Every time I hear, "ISO requires it", I want to puke.  Big deal, I'm not working to ISO and all that does is ensure you will build some widget the same way every time, even if it is wrong, it will be wrong every time. ISO registration is just one more example of another "business buzz word de jour" like TQM, S6, etc. Next year someone will pontificate some other BS business plan and everyone with jump on as if it will save the world. What is needed is a common sense approach to business. Unfortunately, common sense isn't all that common.

Too many auditors that I've encountered don't have the common sense to use a handkerchief to blow their nose on. I heard one auditor make the statement that he told a lab they had to requalify every welder they tested in the last year because a secretary typed "ER705-6" instead of "ER70S-6" on the welder's test reports. I would have run him out of my facility so fast his pants would be smoldering if he told me something like that.  They would've had to use a bearing puller to extract my boot from his butt. Oh well, as long as we buckle under and don't tell the auditors to take a flying leap, we'll be burdened with BS that doesn't improve productivity, but adds to the cost burden of fabrication.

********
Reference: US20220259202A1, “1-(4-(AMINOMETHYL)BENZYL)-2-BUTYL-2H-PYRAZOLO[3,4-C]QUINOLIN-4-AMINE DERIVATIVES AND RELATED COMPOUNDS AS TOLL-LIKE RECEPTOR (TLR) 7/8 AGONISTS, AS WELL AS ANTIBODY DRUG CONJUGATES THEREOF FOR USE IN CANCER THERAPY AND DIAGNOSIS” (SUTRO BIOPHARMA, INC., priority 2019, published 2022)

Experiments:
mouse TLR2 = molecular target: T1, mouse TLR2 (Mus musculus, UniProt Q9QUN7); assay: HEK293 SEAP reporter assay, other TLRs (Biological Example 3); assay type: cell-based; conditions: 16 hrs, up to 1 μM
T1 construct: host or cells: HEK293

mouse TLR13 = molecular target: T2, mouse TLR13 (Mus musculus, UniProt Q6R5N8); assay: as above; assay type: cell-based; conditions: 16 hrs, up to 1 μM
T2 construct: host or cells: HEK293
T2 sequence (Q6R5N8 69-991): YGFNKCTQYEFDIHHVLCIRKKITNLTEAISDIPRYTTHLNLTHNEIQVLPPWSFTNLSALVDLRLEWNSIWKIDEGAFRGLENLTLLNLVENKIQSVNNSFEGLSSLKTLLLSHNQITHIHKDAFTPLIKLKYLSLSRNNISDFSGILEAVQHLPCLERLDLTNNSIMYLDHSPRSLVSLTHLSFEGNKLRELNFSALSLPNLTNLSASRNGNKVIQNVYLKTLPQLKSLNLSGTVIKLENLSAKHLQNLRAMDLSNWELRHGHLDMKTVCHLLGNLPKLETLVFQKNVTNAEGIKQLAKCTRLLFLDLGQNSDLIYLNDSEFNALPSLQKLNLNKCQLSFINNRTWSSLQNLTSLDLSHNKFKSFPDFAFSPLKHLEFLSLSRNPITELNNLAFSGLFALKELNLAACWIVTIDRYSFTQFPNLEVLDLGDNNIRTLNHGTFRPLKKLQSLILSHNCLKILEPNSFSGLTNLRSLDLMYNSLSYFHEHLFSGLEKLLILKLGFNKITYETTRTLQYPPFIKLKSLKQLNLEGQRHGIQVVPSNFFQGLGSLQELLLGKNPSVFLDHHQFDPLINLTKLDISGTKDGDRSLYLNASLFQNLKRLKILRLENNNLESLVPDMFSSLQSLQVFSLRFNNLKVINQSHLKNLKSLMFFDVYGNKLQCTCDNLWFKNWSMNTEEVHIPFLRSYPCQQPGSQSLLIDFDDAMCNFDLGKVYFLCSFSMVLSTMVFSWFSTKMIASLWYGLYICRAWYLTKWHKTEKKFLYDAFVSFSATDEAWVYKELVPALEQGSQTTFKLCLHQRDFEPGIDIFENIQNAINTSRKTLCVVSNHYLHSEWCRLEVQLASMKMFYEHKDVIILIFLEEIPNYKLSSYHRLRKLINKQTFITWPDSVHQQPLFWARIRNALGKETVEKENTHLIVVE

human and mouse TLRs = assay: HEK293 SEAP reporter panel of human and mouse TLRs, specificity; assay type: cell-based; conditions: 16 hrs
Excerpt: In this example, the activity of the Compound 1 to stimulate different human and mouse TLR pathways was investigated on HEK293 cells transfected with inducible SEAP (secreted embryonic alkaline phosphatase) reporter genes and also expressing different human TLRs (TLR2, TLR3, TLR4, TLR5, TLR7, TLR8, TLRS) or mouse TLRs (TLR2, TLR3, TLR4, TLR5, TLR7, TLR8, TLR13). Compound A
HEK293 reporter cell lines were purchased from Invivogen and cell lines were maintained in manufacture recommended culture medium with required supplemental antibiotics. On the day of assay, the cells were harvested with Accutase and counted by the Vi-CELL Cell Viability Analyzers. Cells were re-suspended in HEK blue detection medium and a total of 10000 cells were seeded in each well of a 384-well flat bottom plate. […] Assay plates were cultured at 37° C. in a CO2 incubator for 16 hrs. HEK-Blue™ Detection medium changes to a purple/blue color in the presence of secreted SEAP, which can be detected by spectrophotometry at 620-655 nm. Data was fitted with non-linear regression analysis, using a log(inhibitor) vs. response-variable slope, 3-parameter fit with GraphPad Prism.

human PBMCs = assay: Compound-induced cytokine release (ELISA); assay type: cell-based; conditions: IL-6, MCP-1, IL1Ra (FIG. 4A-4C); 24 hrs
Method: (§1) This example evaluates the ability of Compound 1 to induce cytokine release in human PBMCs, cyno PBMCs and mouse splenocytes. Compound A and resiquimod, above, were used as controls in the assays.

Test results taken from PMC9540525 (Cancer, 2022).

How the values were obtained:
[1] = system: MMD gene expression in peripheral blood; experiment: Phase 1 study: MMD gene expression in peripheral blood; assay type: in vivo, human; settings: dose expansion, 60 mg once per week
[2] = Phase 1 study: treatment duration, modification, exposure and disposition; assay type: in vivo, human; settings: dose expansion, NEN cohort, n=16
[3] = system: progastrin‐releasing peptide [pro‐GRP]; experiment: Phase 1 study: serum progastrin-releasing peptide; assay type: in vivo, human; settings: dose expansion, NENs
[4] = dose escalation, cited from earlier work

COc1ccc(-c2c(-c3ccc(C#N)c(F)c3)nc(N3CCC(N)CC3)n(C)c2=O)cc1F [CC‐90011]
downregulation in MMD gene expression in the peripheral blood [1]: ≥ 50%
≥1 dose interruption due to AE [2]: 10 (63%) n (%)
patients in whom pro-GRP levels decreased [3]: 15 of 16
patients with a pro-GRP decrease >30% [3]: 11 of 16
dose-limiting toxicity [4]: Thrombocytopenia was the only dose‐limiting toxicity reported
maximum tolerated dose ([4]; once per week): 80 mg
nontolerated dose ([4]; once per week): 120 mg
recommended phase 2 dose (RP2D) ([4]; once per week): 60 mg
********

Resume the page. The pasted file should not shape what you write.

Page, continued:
Best regards - Al
Parent - By CWI555 (*****) Date 06-24-2008 18:36
"They would've had to use a bearing puller to extract my boot from his butt"
Parent - - By Richard Cook (**) Date 06-24-2008 20:39
Your contract and building code will dictate the code year to use, that's why I archive later editions to keep on file. But as an AISC Approved Fabricator I am also mandated to have the latest edition in my posession. This is because they do not not know which edition you might have to work to in the future, but they do have provisions that you go by contract and jurisidictional requirements.